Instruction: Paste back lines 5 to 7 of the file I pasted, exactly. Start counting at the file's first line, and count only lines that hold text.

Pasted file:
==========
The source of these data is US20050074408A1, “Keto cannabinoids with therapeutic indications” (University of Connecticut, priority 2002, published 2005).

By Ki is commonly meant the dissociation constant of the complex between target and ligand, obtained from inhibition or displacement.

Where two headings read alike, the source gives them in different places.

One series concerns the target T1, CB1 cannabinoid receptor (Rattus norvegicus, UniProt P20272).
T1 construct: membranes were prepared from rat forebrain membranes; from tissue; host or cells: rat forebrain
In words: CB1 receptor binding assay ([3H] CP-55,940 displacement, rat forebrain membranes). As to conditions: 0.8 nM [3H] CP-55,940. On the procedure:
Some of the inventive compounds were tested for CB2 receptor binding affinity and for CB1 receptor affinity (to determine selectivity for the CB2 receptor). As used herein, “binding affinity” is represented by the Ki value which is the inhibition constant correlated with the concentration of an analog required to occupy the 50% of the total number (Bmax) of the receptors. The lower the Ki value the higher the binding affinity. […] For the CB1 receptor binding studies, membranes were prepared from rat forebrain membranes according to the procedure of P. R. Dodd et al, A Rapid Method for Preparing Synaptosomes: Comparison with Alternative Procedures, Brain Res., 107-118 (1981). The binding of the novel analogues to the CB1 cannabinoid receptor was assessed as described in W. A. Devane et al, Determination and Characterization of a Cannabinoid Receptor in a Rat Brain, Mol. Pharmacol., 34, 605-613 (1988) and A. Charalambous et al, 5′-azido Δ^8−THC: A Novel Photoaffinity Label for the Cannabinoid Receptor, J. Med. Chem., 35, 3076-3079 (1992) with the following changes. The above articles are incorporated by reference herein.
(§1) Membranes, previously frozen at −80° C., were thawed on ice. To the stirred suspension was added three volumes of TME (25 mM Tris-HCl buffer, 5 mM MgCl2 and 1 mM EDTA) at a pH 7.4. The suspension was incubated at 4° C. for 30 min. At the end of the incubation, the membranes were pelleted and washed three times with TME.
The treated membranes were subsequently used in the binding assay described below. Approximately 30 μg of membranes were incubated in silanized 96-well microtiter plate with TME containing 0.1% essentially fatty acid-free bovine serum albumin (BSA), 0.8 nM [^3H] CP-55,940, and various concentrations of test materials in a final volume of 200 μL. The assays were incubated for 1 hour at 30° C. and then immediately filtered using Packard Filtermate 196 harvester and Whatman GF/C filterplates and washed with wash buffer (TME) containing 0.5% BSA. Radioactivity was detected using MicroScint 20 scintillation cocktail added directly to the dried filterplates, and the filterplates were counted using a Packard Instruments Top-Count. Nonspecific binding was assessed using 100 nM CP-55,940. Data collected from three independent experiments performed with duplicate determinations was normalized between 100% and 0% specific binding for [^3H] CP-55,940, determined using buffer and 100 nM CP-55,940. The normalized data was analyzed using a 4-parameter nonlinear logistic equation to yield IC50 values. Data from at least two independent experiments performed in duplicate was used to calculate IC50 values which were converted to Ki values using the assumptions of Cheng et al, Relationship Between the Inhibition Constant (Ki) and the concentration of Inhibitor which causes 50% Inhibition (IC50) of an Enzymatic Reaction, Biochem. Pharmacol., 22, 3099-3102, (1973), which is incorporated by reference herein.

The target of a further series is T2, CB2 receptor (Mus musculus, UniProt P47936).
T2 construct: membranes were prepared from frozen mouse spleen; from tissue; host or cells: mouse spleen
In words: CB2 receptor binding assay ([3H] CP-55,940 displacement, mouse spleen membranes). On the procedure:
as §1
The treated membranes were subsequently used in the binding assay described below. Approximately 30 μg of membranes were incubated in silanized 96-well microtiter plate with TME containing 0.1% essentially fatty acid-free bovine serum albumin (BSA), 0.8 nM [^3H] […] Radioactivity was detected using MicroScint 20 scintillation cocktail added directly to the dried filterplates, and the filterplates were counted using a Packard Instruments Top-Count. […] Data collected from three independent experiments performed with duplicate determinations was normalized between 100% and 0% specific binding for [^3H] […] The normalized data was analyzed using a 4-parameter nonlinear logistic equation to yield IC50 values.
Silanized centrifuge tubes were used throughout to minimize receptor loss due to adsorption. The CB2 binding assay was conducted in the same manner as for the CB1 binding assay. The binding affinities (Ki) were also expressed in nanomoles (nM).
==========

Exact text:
T1 construct: membranes were prepared from rat forebrain membranes; from tissue; host or cells: rat forebrain
In words: CB1 receptor binding assay ([3H] CP-55,940 displacement, rat forebrain membranes). As to conditions: 0.8 nM [3H] CP-55,940. On the procedure:
Some of the inventive compounds were tested for CB2 receptor binding affinity and for CB1 receptor affinity (to determine selectivity for the CB2 receptor). As used herein, “binding affinity” is represented by the Ki value which is the inhibition constant correlated with the concentration of an analog required to occupy the 50% of the total number (Bmax) of the receptors. The lower the Ki value the higher the binding affinity. […] For the CB1 receptor binding studies, membranes were prepared from rat forebrain membranes according to the procedure of P. R. Dodd et al, A Rapid Method for Preparing Synaptosomes: Comparison with Alternative Procedures, Brain Res., 107-118 (1981). The binding of the novel analogues to the CB1 cannabinoid receptor was assessed as described in W. A. Devane et al, Determination and Characterization of a Cannabinoid Receptor in a Rat Brain, Mol. Pharmacol., 34, 605-613 (1988) and A. Charalambous et al, 5′-azido Δ^8−THC: A Novel Photoaffinity Label for the Cannabinoid Receptor, J. Med. Chem., 35, 3076-3079 (1992) with the following changes. The above articles are incorporated by reference herein.